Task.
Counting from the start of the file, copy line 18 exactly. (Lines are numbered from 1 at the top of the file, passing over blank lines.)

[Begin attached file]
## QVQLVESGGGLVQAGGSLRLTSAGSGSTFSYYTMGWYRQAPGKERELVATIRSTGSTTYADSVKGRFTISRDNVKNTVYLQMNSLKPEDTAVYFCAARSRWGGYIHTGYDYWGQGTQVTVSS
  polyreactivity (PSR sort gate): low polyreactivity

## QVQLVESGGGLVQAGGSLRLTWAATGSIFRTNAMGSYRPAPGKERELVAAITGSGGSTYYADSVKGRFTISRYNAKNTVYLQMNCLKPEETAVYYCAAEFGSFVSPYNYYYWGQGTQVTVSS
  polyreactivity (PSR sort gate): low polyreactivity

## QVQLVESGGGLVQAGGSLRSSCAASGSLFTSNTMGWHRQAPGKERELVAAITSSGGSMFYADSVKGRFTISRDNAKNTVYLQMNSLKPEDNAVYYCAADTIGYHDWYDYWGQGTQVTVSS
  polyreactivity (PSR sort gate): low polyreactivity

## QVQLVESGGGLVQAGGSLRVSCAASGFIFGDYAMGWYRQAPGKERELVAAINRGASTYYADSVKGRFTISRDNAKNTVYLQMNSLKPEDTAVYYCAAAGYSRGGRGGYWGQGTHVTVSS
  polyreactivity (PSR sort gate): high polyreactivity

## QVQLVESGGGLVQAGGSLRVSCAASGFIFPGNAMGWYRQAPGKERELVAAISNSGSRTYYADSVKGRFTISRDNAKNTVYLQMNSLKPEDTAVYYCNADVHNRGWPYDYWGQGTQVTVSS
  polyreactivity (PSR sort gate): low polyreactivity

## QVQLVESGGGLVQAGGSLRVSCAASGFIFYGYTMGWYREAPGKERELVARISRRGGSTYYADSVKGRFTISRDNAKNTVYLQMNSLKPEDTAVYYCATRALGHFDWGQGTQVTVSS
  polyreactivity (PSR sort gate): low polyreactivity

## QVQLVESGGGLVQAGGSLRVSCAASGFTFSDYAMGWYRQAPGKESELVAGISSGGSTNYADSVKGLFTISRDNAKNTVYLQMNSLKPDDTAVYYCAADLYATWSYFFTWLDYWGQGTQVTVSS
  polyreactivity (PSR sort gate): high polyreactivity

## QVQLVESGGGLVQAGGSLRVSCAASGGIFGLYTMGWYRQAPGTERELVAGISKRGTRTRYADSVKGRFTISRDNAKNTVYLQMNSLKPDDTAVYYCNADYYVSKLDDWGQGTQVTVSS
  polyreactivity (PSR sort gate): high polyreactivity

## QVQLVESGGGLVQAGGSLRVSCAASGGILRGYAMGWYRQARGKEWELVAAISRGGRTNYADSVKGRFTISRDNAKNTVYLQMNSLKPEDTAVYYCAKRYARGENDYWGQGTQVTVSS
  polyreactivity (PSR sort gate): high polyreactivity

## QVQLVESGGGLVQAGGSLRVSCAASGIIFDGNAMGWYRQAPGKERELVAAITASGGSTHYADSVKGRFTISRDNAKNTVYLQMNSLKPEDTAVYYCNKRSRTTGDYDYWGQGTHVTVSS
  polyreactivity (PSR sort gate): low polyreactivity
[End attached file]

  polyreactivity (PSR sort gate): high polyreactivity